Gambit Game Lab’s AudiOdyssey,worked with Wii to Create an Accessible Game for Visually Impaired, Blind and Mainstream Gamers

Unless you’ve been living under that proverbial rock or log or just sleeping on the sofa all day, you’ve probably noticed that the Nintendo Wii is very hot, but I get to find a suitable solution for the technical issue on domino qiu qiu conveniently that also makes several special coded tools to speed up the device. New games, including the Wii Fit, often sell out and then go for two or three times their retail price on Ebay or at Amazon. Part of the reason for this is Nintendo’s continuing ability to push the envelope and come up with games that get people excited, challenge their minds or get them moving (the Wii Fit would be an example of the latter, pushing my heart rate up so high I was breathless and sweaty, actually considered a good thing by some).

Now many are thinking beyond the mainstream gamer box and actually trying to create games that are accessible to those who have trouble seeing. blind or are “visually impaired”. AudiOdyssey is one of these games, a newly released game that both mainstream and other gamers can play, those usually left out of the loop. You can see a video about it here: By the way, while it is spelled AudiOdyssey some people pronounce or search for it under Audio Odyssey. Either way, it is worth checking out and was developed in association with Wii.

If you take a look at it, you’ll see a very odd DJ, one with super tall hair, who guides players through various moves, using audio instructions to get them to swing the Wii controller to the right beat.

What makes this work for visually impaired players or gamers using Wiimotes?

For one thing, it is the audio parts of the game that stand out and the visuals are far less important. Of course, those without visual challenges may like the rocking disc jockey and the flashing lights. However, it isn’t necessary to see any of that to get a feel for this game.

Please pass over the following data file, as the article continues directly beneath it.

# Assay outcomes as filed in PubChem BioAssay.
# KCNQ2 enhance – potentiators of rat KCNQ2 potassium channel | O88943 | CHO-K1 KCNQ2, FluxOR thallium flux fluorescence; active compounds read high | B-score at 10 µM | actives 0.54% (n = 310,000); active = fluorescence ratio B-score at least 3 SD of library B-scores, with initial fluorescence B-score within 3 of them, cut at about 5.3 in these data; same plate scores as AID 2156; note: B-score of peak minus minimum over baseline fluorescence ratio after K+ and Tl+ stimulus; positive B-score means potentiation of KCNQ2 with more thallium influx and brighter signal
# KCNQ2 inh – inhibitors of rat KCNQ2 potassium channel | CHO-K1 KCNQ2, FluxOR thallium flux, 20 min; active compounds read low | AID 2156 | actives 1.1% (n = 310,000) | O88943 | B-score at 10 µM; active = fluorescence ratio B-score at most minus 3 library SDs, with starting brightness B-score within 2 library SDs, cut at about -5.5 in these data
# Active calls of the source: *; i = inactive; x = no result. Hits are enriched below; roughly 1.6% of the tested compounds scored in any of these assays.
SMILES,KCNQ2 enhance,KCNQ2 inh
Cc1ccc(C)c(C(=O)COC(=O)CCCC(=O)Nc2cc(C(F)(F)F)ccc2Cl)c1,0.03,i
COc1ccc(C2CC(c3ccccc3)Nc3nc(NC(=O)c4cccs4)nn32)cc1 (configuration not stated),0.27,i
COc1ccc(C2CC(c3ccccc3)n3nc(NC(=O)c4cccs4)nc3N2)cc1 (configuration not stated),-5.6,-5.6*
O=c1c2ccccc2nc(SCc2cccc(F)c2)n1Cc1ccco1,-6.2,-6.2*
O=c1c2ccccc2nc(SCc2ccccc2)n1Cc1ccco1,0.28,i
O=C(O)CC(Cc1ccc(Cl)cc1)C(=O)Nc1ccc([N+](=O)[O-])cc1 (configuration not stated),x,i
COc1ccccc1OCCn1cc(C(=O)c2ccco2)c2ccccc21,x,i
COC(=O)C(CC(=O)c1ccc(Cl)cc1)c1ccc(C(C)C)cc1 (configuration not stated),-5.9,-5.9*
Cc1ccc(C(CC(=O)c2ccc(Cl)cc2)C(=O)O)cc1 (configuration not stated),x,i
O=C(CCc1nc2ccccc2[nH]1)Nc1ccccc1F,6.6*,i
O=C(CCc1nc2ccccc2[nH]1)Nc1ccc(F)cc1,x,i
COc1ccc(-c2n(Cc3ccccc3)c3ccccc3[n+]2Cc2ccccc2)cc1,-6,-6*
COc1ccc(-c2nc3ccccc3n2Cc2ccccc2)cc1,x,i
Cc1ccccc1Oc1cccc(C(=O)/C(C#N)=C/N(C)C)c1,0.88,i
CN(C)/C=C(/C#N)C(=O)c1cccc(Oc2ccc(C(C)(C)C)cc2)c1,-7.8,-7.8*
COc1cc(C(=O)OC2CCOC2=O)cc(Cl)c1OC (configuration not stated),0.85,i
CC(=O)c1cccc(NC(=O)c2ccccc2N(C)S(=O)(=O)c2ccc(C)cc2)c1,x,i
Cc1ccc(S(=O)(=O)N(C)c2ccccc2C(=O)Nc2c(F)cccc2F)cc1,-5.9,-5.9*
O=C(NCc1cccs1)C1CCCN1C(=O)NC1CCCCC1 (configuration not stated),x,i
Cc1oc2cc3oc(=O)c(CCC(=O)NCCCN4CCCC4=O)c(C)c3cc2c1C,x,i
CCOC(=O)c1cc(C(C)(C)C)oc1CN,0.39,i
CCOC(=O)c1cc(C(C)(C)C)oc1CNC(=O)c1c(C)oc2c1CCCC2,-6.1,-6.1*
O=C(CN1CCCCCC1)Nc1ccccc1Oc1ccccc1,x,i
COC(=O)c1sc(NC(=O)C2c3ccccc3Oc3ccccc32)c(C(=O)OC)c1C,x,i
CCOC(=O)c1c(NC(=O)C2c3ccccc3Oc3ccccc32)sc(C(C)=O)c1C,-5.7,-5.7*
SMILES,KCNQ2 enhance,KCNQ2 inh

it does take some practice to figure out how to swing the controller to lay down the various tracks of the songs. Of course, I may not be the ideal target user since my kids tell me I have “hand and motor coordination” issues with the Wiimote ( translation: I cracked a window once when the remote went flying). Even so, I think I can get the hang of this. I like the audio parts and I closed my eyes to try and play it without depending on any visuals. We tested it with a visually-impaired teen who really got the hang of it and liked it.

Interestingly, when we tested it, we found that it motivated players, with or without visual impairments, to focus more on the sounds. It leveled the playing field pretty well, all in all. I do want to note that I had to go to a blind school to actually test this as I couldn’t get it to work at home so…keep that in mind and let me know what you think of this when you try it out.

There are still some bugs to fix in this one, in my opinion, but it is a definite step in the right direction when it comes to making the Wii accessible to all types of players. Bravo, Wil, for trying this! I hope they continue to make more games for all types of players because moving that Wii controller and seeing a screen shot is not necessary to play certain types of games. I would definitely consider this a Beta version so don’t expect perfection here.

To see another screenshot from the game, check here: The DJ has some very sharp graphic lines going on there, with that long hair, unbelievable thin body and contrast between the red and black parts of his body. Then there is that large speaker hanging from the ceiling, dominating the space nearly as much as the rather fierce Disc jockey.

What makes AudiOdyssey special

You don’t necessarily know you are playing a blind competitor. Also, it broadens social opportunities for those who couldn’t participate in the Wii community before – due to being blind or visually impaired. This is definitely a win/win situation and a great promotional move by Nintendo and Wii developers and Gambit game labs.

Requirements for Windows and/or Wiimote Play – Windows

You’ll need a Windows 2000 Service Pack 4 or Windows XP Service Pack 2 or Windows Vista, at least 1.8 GHZ Pentium processor (at a minimum), 1 GB of RAm and 32MB video RAM.

If you want to play it with Wiimote

While not required, you might want to get a Nintendo Wiimote (no sensor bar needed) and Bluetooth. Check out the basic possibilities to find what works for you.